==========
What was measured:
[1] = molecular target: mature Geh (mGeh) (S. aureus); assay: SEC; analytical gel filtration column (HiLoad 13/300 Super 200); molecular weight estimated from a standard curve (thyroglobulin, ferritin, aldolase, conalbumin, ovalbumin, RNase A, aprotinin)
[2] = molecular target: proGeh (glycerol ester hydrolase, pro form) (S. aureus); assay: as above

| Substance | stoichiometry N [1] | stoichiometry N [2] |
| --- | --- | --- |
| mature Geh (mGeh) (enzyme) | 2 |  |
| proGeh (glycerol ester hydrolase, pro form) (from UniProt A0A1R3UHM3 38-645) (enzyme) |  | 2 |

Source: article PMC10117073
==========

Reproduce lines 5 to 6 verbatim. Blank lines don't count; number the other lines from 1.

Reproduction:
| --- | --- | --- |
| mature Geh (mGeh) (enzyme) | 2 |  |